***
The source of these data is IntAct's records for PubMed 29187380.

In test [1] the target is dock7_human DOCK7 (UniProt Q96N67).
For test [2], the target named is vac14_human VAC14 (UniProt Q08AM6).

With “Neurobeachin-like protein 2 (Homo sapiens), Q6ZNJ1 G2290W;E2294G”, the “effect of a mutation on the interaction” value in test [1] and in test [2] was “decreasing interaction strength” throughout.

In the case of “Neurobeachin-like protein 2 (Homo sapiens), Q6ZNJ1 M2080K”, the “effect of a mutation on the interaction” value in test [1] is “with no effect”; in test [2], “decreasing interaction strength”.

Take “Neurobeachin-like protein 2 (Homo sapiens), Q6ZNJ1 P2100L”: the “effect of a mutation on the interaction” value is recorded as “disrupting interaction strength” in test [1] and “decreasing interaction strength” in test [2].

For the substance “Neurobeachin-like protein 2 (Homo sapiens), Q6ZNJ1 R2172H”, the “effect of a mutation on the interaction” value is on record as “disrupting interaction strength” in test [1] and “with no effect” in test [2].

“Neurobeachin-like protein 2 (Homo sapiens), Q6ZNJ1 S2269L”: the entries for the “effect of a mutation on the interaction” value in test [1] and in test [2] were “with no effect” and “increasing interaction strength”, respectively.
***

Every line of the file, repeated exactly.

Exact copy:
The source of these data is IntAct's records for PubMed 29187380.

In test [1] the target is dock7_human DOCK7 (UniProt Q96N67).
For test [2], the target named is vac14_human VAC14 (UniProt Q08AM6).

With “Neurobeachin-like protein 2 (Homo sapiens), Q6ZNJ1 G2290W;E2294G”, the “effect of a mutation on the interaction” value in test [1] and in test [2] was “decreasing interaction strength” throughout.

In the case of “Neurobeachin-like protein 2 (Homo sapiens), Q6ZNJ1 M2080K”, the “effect of a mutation on the interaction” value in test [1] is “with no effect”; in test [2], “decreasing interaction strength”.

Take “Neurobeachin-like protein 2 (Homo sapiens), Q6ZNJ1 P2100L”: the “effect of a mutation on the interaction” value is recorded as “disrupting interaction strength” in test [1] and “decreasing interaction strength” in test [2].

For the substance “Neurobeachin-like protein 2 (Homo sapiens), Q6ZNJ1 R2172H”, the “effect of a mutation on the interaction” value is on record as “disrupting interaction strength” in test [1] and “with no effect” in test [2].

“Neurobeachin-like protein 2 (Homo sapiens), Q6ZNJ1 S2269L”: the entries for the “effect of a mutation on the interaction” value in test [1] and in test [2] were “with no effect” and “increasing interaction strength”, respectively.